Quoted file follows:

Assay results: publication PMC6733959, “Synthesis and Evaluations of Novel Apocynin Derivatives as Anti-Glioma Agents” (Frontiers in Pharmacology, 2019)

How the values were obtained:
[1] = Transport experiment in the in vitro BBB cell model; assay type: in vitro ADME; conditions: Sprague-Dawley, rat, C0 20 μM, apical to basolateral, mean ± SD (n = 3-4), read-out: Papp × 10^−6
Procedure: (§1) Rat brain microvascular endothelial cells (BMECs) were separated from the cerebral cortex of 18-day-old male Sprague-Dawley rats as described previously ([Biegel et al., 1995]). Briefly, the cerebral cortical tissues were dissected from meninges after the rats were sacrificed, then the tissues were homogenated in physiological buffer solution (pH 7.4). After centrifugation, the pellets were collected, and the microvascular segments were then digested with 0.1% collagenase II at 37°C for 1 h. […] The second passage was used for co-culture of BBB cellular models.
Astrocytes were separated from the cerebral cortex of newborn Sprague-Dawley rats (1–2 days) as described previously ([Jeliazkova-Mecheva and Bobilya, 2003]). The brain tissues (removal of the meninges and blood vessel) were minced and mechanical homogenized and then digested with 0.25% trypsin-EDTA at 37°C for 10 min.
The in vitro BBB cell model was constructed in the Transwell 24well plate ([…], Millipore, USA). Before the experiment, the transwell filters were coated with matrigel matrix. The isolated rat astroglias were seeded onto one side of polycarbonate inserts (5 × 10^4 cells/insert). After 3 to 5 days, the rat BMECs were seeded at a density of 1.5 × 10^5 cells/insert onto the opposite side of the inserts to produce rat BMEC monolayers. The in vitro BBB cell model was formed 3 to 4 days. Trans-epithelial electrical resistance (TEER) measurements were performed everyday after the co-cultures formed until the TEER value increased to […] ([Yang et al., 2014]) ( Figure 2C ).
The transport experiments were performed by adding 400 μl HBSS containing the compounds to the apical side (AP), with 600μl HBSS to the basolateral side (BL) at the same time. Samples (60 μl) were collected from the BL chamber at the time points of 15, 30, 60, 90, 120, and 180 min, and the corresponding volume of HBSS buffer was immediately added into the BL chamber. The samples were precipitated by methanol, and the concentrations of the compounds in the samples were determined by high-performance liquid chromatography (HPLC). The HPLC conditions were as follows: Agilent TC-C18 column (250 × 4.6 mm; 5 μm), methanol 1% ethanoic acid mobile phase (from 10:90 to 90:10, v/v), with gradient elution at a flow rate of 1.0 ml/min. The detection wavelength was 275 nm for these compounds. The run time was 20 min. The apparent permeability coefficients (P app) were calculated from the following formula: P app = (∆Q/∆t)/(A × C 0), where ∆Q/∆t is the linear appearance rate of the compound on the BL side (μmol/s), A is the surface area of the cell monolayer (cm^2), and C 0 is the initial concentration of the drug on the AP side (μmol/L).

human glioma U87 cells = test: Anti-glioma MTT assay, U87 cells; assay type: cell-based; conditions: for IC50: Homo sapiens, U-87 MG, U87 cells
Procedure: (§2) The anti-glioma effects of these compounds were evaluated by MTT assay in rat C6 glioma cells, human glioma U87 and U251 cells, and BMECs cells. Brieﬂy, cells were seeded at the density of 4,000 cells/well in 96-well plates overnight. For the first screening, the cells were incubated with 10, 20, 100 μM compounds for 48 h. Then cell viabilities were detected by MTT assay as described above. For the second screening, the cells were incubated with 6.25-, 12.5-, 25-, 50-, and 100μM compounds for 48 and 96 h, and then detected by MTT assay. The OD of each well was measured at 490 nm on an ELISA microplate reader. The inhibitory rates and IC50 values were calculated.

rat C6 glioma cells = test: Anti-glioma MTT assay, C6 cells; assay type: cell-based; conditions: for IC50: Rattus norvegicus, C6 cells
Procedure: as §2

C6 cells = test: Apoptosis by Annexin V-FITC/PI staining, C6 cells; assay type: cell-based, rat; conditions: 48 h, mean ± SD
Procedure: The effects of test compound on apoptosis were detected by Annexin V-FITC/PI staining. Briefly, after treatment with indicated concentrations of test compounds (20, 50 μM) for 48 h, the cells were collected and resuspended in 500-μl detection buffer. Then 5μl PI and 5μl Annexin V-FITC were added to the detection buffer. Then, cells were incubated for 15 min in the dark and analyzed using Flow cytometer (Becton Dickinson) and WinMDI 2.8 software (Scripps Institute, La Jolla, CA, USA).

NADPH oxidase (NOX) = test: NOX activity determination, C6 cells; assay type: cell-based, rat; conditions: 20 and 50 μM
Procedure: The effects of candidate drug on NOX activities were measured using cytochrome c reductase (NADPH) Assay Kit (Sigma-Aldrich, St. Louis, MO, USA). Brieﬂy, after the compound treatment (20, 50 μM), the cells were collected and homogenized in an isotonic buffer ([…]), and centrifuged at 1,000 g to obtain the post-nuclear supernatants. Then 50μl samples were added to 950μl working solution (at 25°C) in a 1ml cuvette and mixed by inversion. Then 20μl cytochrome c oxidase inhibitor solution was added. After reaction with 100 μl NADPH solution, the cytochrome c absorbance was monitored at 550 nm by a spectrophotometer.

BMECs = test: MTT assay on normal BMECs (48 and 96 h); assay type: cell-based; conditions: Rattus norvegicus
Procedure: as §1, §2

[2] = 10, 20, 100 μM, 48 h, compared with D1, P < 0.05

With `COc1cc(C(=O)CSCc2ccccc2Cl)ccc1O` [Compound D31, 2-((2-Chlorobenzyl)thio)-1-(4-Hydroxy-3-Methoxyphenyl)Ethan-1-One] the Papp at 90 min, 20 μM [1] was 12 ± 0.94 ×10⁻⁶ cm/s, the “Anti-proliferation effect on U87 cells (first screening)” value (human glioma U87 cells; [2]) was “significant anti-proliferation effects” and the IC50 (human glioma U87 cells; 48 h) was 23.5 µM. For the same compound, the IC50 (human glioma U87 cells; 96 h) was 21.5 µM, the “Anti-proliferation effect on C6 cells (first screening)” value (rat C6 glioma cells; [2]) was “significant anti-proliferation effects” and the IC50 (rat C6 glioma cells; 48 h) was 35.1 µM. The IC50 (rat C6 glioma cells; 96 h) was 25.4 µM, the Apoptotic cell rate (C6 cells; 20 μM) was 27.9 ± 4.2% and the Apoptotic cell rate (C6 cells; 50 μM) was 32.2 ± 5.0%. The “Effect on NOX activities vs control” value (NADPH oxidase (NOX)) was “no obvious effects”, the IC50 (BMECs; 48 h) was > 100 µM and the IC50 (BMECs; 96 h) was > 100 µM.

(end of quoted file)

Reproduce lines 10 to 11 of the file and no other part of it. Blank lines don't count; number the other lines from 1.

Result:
rat C6 glioma cells = test: Anti-glioma MTT assay, C6 cells; assay type: cell-based; conditions: for IC50: Rattus norvegicus, C6 cells
Procedure: as §2